Native plants can often support 10 to 50 times as many species of native wildlife as non-native plants.
– California Native Plant Society
Los Peñasquitos Lagoon and its watershed have been subjected to invasive species since European contact. Sediment cores taken from Los Peñasquitos Lagoon show traces of pollen from several Eroduim species (e.g. Mediterranean stork’s bill) that were most likely introduced during the earliest parts of Spanish colonization that began in the 1760s based on the absence of Erodium pollens in sediments that predate this era. Often imported as decorative plants, species like Erodium began to spread within the watershed most likely as a result of large-scale burning of native chaparral by ranchers trying to clear areas for cattle grazing. Unfortunately, the desire for decorative plants did not stop with early European settlers and continues today on both private property and along public roadways, often used to quickly cover areas of exposed dirt. Carried by storm runoff and other means (e.g. in the gut of mammals), invasive plant species established themselves in Los Peñasquitos Lagoon. Prior to the build out of the watershed, Los Peñasquitos Lagoon was historically hypersaline which most likely excluded many of the invasive species that currently inhabit the Lagoon. However, once the Lagoons’ tributaries began to flow year-round in 1995, salt tolerance was no longer a limiting factor for invasive plants becoming established in Los Peñasquitos Lagoon. Italian ryegrass (Festuca perennis) now dominates approximately 84 acres of Los Peñasquitos Lagoon that was previously non-tidal salt marsh. Other invasive grasses that have established themselves in Los Peñasquitos Lagoon include: ripgut grass (Bromus diandrus), soft chess (Bromus hordeaceus), and foxtail chess (Bromus madritensis ssp. rubens). While invasive plant species occur within the Lagoon’s tidal salt marsh habitat, generally there is a sharp gradient of invasive species increasing from tidal to non-tidally influenced habitats. Check out some of the invasive plant species that can be found in Los Peñasquitos Lagoon.
Are all invasive species within Los Peñasquitos Lagoon considered exotic?
No, habitat conversion within Los Peñasquitos Lagoon also includes invasion by native plants that typically reside within the watershed or native freshwater habitats within the San Diego region. Changes in hydrology caused by the urbanization of the Los Peñasquitos Watershed have greatly altered the native landscapes of both the watershed and lagoon. Once confined to pockets along Los Peñasquitos Creek, riparian habitats have increased in density along all Lagoon tributaries and extended into Los Peñasquitos Lagoon in areas of historical non-tidal salt marsh. Quick to establish in areas of disturbance caused by rapid sedimentation, riparian corridors within Los Peñasquitos Lagoon and its watershed are now dominated by willows (Salix sp) transitioning to freshwater marsh dominated by dense areas cattails (Typha) in areas of standing freshwater that occur throughout the Lagoon’s eastern reaches. The rapid advance of willows and cattails have been documented in Los Peñasquitos Lagoon by aerial imagery, special studies, and annual vegetation monitoring efforts. In some areas, vegetation transects monitored within the Lagoon since the 1990s have been abandoned due to the presence of thick stands of cattail that have taken over areas of historical salt marsh habitat and transitional areas. While these recently established riparian corridors and freshwater marshes provide suitable habitat for some native species, they do not provide the same functional value and associated benefits as salt marsh. Check out the distribution of both native (cattail – Typha) and non-native (Italian ryegrass – Fescuta perennis) in the Lagoon’s transition zone.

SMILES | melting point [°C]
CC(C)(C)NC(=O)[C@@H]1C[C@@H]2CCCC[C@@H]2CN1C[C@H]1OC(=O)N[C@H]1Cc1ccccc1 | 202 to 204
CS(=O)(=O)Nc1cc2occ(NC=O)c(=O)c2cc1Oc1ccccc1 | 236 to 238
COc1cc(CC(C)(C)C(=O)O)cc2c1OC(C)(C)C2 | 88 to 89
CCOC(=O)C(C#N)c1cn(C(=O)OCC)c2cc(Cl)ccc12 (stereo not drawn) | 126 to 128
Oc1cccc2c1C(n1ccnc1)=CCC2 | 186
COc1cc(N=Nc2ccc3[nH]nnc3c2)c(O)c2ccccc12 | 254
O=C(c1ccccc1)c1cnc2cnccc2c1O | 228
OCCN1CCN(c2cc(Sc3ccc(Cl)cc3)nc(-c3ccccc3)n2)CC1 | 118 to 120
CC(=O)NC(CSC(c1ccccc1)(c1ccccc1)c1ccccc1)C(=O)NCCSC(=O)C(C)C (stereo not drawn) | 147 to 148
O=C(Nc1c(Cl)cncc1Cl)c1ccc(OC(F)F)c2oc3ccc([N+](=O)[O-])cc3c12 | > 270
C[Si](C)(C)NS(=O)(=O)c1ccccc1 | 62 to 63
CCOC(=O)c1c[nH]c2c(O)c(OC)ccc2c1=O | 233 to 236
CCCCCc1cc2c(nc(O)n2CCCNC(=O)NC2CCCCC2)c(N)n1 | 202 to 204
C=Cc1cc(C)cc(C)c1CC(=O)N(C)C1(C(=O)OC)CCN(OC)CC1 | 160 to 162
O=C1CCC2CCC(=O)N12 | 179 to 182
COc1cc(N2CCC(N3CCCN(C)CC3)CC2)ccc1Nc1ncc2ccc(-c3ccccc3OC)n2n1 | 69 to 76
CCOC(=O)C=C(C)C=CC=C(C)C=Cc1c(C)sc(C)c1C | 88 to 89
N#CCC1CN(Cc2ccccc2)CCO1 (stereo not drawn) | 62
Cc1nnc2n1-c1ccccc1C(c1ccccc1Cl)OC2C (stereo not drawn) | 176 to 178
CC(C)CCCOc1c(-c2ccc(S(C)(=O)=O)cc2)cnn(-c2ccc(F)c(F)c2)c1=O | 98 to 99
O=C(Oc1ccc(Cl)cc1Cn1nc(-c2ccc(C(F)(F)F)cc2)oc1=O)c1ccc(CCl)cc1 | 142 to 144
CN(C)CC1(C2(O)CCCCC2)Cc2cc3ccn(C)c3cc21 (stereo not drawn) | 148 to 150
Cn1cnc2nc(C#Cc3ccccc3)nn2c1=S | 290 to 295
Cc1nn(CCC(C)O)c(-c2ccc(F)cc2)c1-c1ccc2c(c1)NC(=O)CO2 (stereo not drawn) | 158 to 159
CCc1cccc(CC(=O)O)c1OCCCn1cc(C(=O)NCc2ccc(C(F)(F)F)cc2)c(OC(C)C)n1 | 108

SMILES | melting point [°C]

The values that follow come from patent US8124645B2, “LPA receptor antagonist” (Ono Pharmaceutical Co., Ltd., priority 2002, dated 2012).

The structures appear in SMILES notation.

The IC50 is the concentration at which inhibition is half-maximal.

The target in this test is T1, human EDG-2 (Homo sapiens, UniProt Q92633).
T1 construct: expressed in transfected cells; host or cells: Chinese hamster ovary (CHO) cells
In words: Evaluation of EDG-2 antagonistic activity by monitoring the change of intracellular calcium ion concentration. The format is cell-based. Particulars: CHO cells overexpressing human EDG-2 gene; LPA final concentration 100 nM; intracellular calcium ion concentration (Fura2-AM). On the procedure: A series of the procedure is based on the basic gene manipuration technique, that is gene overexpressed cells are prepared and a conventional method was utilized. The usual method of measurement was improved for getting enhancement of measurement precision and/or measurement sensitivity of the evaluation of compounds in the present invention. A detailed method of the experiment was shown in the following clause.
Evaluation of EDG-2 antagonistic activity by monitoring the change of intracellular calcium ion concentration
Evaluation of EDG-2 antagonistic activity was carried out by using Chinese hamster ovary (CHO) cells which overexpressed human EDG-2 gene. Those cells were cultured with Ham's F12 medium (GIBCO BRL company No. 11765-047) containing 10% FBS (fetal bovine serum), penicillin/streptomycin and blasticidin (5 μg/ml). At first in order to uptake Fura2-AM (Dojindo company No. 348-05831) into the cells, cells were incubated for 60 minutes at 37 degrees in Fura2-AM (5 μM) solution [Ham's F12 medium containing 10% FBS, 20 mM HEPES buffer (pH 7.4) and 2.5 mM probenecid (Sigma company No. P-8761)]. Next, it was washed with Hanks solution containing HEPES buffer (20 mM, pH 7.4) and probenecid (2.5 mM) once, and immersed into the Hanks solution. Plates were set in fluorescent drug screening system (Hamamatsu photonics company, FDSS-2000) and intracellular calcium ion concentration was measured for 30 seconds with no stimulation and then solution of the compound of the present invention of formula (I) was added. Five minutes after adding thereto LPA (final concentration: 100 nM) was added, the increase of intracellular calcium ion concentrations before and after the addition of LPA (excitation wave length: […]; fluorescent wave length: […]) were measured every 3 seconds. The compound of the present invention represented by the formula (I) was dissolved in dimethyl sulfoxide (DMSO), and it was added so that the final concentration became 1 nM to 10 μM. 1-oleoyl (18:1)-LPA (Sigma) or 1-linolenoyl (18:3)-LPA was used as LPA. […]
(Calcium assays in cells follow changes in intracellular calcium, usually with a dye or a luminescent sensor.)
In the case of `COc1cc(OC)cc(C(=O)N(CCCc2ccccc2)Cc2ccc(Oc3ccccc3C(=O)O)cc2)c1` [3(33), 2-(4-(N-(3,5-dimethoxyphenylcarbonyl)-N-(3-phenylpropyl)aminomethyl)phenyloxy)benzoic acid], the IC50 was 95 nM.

Are all invasive species plants?
No, Los Peñasquitos Lagoon has also been invaded by non-native species of wildlife many of which are aquatic organisms that include: oriental shrimp (Palaemon macrodactylos), mosquitofish (Gambusia affinis), yellowfin goby (Acanthogobius flavimanus), Asian mussel (Musculista senhousei), and Pacific oyster (Crassostrea gigas). Check out these species below.